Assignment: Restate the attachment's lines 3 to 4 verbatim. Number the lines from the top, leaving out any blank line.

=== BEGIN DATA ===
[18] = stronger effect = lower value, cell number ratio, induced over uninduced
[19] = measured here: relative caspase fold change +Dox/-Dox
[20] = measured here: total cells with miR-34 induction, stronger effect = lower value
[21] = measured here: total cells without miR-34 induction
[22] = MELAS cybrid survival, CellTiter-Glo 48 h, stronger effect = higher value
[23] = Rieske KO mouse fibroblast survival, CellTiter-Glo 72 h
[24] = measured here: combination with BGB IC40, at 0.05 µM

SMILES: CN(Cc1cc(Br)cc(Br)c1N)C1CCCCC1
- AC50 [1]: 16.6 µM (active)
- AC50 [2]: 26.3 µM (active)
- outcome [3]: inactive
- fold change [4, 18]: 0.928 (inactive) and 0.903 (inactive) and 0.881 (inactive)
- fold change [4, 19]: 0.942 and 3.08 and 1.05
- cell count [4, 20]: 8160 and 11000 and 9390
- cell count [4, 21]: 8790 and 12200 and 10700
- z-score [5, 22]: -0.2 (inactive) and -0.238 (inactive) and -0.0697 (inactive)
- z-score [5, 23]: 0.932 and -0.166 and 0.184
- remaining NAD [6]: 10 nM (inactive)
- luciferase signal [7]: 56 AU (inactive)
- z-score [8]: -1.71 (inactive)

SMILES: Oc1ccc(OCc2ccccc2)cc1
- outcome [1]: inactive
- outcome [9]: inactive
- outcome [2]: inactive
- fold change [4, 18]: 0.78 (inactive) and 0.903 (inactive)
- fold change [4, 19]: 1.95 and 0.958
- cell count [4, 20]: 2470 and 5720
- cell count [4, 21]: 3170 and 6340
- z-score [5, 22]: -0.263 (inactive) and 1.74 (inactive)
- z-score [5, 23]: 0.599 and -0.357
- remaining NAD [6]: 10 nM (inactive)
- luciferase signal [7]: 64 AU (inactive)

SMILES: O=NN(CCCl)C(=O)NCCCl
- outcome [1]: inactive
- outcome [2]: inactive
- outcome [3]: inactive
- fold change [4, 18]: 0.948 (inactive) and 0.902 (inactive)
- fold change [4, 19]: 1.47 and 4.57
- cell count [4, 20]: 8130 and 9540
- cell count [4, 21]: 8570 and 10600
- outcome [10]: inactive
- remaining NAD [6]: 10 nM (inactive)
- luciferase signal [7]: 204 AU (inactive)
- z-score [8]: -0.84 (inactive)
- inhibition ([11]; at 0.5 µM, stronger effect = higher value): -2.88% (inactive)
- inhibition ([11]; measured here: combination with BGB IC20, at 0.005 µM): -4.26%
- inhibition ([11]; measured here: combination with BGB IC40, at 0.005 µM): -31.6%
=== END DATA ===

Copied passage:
[20] = measured here: total cells with miR-34 induction, stronger effect = lower value
[21] = measured here: total cells without miR-34 induction